If the folks at the Associated Press lose their loving feeling for Barack Obama, his presidency could be in a lot of trouble.
Consider if you will an article the wire service published Thursday shockingly titled "Can Obama Get Any Other Democrats Elected?"
"Barack Obama built a powerful campaign organization and got himself to the White House," Liz Sidoti's piece began.
"Now, as head of the Democratic Party, he's expected to get other Democrats into office, too."
Then came the surprising attacks:
But, judging by his one-year track record, he's not getting it done.
The list of White House failures is growing: It hasn't galvanized the legions of 2008 Obama backers in three major statewide losses. It hasn't prevented primary challenges for at least two vulnerable Senate Democrats even though Obama endorsed them. And it hasn't recruited strong candidates for Senate seats once held by Vice President Joe Biden and the president himself.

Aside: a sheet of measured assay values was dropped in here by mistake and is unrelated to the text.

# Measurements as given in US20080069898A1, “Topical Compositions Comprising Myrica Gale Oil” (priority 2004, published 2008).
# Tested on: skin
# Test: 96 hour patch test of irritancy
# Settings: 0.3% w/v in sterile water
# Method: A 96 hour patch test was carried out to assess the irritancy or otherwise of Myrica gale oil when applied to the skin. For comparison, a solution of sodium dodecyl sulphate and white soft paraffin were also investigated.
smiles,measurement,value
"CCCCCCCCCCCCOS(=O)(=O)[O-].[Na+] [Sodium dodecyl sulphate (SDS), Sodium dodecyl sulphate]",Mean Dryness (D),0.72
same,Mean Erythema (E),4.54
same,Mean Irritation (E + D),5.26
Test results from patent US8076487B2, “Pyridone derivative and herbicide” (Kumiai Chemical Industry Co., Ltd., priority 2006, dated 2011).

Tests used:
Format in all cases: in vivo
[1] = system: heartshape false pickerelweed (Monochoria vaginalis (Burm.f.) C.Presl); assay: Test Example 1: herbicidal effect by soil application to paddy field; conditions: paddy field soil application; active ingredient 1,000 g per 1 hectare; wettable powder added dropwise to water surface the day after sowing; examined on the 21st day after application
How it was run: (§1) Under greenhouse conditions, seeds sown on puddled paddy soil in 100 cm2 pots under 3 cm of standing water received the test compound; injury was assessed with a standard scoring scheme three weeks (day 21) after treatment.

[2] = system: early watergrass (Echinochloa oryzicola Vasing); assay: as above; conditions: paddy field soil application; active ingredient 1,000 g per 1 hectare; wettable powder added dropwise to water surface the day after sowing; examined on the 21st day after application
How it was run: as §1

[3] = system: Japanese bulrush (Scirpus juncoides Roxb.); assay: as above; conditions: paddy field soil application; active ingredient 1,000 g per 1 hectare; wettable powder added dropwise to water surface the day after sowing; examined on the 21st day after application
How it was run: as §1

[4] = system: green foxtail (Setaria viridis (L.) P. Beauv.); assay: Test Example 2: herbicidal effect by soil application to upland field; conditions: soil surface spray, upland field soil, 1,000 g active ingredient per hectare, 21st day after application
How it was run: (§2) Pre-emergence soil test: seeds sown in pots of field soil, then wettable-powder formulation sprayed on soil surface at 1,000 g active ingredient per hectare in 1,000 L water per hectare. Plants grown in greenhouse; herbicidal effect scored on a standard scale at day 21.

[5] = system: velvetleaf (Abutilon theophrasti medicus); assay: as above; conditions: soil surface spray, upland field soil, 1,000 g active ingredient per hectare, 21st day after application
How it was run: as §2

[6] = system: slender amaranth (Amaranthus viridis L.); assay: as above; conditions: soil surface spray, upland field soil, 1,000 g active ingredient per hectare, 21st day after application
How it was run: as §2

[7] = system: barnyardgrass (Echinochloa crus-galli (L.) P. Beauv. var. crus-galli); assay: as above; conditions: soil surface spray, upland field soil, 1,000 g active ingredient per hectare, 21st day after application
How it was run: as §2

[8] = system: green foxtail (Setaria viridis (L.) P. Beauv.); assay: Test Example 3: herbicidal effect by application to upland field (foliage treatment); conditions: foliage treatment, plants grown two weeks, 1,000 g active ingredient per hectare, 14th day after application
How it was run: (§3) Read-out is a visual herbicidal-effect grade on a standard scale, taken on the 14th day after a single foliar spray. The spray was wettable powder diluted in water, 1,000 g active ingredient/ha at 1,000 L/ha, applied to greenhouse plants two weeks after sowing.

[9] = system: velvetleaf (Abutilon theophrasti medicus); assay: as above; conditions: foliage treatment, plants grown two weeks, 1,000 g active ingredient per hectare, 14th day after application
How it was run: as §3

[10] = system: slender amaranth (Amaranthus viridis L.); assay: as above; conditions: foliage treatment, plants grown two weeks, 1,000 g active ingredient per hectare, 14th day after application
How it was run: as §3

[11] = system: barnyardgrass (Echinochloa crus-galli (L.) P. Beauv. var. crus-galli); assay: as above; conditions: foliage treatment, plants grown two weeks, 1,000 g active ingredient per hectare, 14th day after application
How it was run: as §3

And the hits just kept on coming:
Based on roughly two dozen interviews with lawmakers, party leaders and political operatives nationwide, it's clear that many Democrats feel Obama hasn't fully embraced his role as party chief. It has them questioning the strength of his political muscle and faulting his advisers for paying too little attention to the fast-approaching 2010 midterm contests.
Some of these Democrats complained on the record. Others asked for anonymity to avoid angering Obama and his team. Altogether, they described an ineffective political operation. They suggested Obama's team is overly focused on his likely 2012 re-election bid. And they blamed the White House for a muddled message about what he's trying and accomplishing as president.
Checking that link to make sure this really was an AP piece?
I understand. I checked it thrice.
In the end, this is just one article published eight days after Scott Brown's shocking victory in last Tuesday's special senatorial election in Massachusetts.
But if Obama's poll numbers continue to plummet, and the Democrats do poorly in Novembers midterms, the former junior senator from Illinois might be faced with a tremendously disenchanted press as he turns his focus to his own reelection.
To be sure, that's not something he's ever had to deal with.